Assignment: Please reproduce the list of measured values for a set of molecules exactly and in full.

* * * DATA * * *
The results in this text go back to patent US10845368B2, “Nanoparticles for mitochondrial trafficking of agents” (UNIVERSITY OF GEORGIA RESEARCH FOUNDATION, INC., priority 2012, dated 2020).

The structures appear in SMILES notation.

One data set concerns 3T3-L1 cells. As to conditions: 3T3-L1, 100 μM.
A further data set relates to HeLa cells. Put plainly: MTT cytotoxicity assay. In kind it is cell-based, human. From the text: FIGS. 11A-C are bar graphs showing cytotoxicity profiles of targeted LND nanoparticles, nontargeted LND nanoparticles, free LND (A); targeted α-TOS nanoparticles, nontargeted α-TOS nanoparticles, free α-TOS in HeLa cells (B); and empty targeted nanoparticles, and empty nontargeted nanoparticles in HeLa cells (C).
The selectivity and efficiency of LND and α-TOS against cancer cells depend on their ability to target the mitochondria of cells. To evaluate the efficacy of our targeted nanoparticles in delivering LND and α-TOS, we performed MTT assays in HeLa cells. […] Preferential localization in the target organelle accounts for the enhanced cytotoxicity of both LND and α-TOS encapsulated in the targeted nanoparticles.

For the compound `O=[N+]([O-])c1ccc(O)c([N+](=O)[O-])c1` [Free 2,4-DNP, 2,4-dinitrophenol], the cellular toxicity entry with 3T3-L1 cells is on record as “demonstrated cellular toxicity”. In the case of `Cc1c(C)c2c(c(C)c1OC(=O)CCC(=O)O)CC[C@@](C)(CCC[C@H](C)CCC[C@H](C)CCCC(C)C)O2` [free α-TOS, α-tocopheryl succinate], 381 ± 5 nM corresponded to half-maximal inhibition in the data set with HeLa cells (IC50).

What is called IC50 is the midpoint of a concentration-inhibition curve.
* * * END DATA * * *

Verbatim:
The results in this text go back to patent US10845368B2, “Nanoparticles for mitochondrial trafficking of agents” (UNIVERSITY OF GEORGIA RESEARCH FOUNDATION, INC., priority 2012, dated 2020).

The structures appear in SMILES notation.

One data set concerns 3T3-L1 cells. As to conditions: 3T3-L1, 100 μM.
A further data set relates to HeLa cells. Put plainly: MTT cytotoxicity assay. In kind it is cell-based, human. From the text: FIGS. 11A-C are bar graphs showing cytotoxicity profiles of targeted LND nanoparticles, nontargeted LND nanoparticles, free LND (A); targeted α-TOS nanoparticles, nontargeted α-TOS nanoparticles, free α-TOS in HeLa cells (B); and empty targeted nanoparticles, and empty nontargeted nanoparticles in HeLa cells (C).
The selectivity and efficiency of LND and α-TOS against cancer cells depend on their ability to target the mitochondria of cells. To evaluate the efficacy of our targeted nanoparticles in delivering LND and α-TOS, we performed MTT assays in HeLa cells. […] Preferential localization in the target organelle accounts for the enhanced cytotoxicity of both LND and α-TOS encapsulated in the targeted nanoparticles.

For the compound `O=[N+]([O-])c1ccc(O)c([N+](=O)[O-])c1` [Free 2,4-DNP, 2,4-dinitrophenol], the cellular toxicity entry with 3T3-L1 cells is on record as “demonstrated cellular toxicity”. In the case of `Cc1c(C)c2c(c(C)c1OC(=O)CCC(=O)O)CC[C@@](C)(CCC[C@H](C)CCC[C@H](C)CCCC(C)C)O2` [free α-TOS, α-tocopheryl succinate], 381 ± 5 nM corresponded to half-maximal inhibition in the data set with HeLa cells (IC50).

What is called IC50 is the midpoint of a concentration-inhibition curve.